The White House made good on plans to reopen its online petition site by the end of January, relaunching the platform minutes before midnight Wednesday.

Many doubted the administration would stick to quick turnaround plans for the site, which was taken offline “for maintenance” in December as part of a vendor change projected to save $1.3 million annually.

The petition platform — hosted at — relaunched under its original name, “We the People,” with all 17 Trump-era petitions that cleared a 100,000-signature threshold for an official response restored.

One petition with fewer than 100,000 signatures also was restored, supporting Kurdish independence from Iraq.

Earlier on Wednesday, the status of relaunch plans was unclear. A Virginia company said to be working on White House website improvements didn’t respond to a request for comment and a former White House official said they doubted an on-time launch, citing petition site complexity.

Hours before the platform went live, satisfying a self-imposed “late January” deadline, the Washington Post published an article titled, “The White House promised to restore a petitions site that was critical of Trump. It hasn’t.”

For users, the new site looks about the same as the earlier version, which launched in 2011 under former President Barack Obama. But the White House says it will make improvements.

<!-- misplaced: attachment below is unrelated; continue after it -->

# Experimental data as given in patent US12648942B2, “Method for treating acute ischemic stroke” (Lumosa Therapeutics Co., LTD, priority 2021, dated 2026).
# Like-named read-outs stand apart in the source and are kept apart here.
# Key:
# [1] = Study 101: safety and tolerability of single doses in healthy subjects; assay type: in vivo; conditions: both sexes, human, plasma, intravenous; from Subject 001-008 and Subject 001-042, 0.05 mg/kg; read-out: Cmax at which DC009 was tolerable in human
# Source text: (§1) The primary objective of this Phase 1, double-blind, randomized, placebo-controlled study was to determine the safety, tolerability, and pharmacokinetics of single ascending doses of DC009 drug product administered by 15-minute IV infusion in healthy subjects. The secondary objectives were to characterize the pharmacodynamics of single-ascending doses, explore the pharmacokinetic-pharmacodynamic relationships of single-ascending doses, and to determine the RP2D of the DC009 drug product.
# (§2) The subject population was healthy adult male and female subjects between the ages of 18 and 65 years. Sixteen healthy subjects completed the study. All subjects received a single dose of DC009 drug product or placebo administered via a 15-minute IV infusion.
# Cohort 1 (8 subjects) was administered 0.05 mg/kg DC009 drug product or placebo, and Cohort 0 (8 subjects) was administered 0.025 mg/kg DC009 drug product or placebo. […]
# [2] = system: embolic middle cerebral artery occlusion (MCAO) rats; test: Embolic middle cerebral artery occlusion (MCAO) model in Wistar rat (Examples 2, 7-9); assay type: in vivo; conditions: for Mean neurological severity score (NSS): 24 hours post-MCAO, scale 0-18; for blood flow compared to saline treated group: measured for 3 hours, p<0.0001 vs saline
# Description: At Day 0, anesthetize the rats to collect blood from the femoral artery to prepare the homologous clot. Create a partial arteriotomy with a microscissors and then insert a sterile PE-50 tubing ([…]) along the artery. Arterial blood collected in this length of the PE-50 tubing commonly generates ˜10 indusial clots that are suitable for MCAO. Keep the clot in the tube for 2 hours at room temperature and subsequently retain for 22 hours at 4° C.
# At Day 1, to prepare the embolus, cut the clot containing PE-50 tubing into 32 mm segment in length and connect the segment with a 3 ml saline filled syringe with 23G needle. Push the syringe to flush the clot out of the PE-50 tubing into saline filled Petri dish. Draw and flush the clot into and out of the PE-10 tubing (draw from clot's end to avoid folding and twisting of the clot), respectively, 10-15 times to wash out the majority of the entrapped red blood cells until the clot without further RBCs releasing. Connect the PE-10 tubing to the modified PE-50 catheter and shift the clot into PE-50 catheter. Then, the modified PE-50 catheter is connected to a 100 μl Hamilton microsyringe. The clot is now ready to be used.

“In the coming weeks we are going to be making continued enhancements, evaluating the data and performance and optimizing the site — both to ensure it works well and serves user needs and to identify ways we can continue to improve it,” a White House official said.

The White House declined to confirm the identity of the vendor(s) helping with the site, citing “security reasons” because doing so “would make their servers a target."

The firm Acquia previously handled much of the platform’s support work, a former White House official said. A different former official questioned why the new vendor’s identity should be secret, saying, “It’s a website, it’s not national security."

The Trump White House is seeking to reduce overall costs for online operations, and the petition site revamp and projected cost savings came after a larger White House website rethink projected to save $3 million a year.

None of the 17 petitions that cleared a 100,000-signature threshold for an official response under Trump have been answered, but the White House said it would begin issuing responses after the site’s relaunch.

The petition site under Obama become a reliable tool for attracting attention, often vaulting demands onto cable news programs.

Critics said the Obama White House, despite a stated mission of transparency, disproportionately used the platform to win positive press for favored causes and softball pitches, while avoiding inconvenient asks. A petition requesting a pardon for surveillance whistleblower Edward Snowden, for example, waited 25 months for an answer.

In deciding to keep the site, the Trump White House said it supported citizen engagement. The site’s fate had been subject to nearly a year of internal deliberation.

Early in Trump’s term, the site was a sounding board for critics, with more than 1.1 million signatures for a petition demanding his tax returns be published. But over time, the petition pool diversified with other top signature-getters including a demand that the government declare liberal donor George Soros a terrorist and seize his assets.

Gabby Morrongiello contributed to this report.